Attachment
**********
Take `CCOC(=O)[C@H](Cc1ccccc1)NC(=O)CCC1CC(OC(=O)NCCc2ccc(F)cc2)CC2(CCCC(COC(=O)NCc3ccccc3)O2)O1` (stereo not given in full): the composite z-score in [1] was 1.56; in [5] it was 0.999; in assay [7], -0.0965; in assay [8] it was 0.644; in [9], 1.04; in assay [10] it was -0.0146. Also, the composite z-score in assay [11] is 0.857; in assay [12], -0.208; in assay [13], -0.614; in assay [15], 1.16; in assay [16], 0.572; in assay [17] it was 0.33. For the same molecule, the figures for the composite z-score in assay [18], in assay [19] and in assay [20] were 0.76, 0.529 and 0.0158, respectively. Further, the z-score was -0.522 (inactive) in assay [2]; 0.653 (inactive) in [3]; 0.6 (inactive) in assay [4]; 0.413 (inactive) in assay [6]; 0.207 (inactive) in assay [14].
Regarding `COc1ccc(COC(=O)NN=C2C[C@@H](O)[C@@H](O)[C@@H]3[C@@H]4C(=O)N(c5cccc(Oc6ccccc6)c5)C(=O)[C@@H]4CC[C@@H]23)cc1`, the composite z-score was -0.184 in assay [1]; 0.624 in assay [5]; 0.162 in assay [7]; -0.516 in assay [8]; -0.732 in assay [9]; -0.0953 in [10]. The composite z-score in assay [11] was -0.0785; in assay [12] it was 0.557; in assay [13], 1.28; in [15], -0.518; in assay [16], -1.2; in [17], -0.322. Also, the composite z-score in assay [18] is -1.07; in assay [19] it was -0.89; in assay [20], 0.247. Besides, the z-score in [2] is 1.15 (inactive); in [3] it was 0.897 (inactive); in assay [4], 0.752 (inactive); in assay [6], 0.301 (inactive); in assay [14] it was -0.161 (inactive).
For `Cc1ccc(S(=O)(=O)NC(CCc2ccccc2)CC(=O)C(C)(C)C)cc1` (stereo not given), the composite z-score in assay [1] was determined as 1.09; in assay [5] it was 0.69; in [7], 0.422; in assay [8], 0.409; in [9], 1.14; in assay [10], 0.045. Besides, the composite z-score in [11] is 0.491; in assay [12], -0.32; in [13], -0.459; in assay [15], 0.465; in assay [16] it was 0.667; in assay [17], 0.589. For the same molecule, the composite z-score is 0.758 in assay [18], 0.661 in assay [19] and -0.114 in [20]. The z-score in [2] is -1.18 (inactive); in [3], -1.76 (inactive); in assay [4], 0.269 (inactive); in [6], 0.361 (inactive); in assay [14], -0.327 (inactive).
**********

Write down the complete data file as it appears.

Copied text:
Take `CCOC(=O)[C@H](Cc1ccccc1)NC(=O)CCC1CC(OC(=O)NCCc2ccc(F)cc2)CC2(CCCC(COC(=O)NCc3ccccc3)O2)O1` (stereo not given in full): the composite z-score in [1] was 1.56; in [5] it was 0.999; in assay [7], -0.0965; in assay [8] it was 0.644; in [9], 1.04; in assay [10] it was -0.0146. Also, the composite z-score in assay [11] is 0.857; in assay [12], -0.208; in assay [13], -0.614; in assay [15], 1.16; in assay [16], 0.572; in assay [17] it was 0.33. For the same molecule, the figures for the composite z-score in assay [18], in assay [19] and in assay [20] were 0.76, 0.529 and 0.0158, respectively. Further, the z-score was -0.522 (inactive) in assay [2]; 0.653 (inactive) in [3]; 0.6 (inactive) in assay [4]; 0.413 (inactive) in assay [6]; 0.207 (inactive) in assay [14].
Regarding `COc1ccc(COC(=O)NN=C2C[C@@H](O)[C@@H](O)[C@@H]3[C@@H]4C(=O)N(c5cccc(Oc6ccccc6)c5)C(=O)[C@@H]4CC[C@@H]23)cc1`, the composite z-score was -0.184 in assay [1]; 0.624 in assay [5]; 0.162 in assay [7]; -0.516 in assay [8]; -0.732 in assay [9]; -0.0953 in [10]. The composite z-score in assay [11] was -0.0785; in assay [12] it was 0.557; in assay [13], 1.28; in [15], -0.518; in assay [16], -1.2; in [17], -0.322. Also, the composite z-score in assay [18] is -1.07; in assay [19] it was -0.89; in assay [20], 0.247. Besides, the z-score in [2] is 1.15 (inactive); in [3] it was 0.897 (inactive); in assay [4], 0.752 (inactive); in assay [6], 0.301 (inactive); in assay [14] it was -0.161 (inactive).
For `Cc1ccc(S(=O)(=O)NC(CCc2ccccc2)CC(=O)C(C)(C)C)cc1` (stereo not given), the composite z-score in assay [1] was determined as 1.09; in assay [5] it was 0.69; in [7], 0.422; in assay [8], 0.409; in [9], 1.14; in assay [10], 0.045. Besides, the composite z-score in [11] is 0.491; in assay [12], -0.32; in [13], -0.459; in assay [15], 0.465; in assay [16] it was 0.667; in assay [17], 0.589. For the same molecule, the composite z-score is 0.758 in assay [18], 0.661 in assay [19] and -0.114 in [20]. The z-score in [2] is -1.18 (inactive); in [3], -1.76 (inactive); in assay [4], 0.269 (inactive); in [6], 0.361 (inactive); in assay [14], -0.327 (inactive).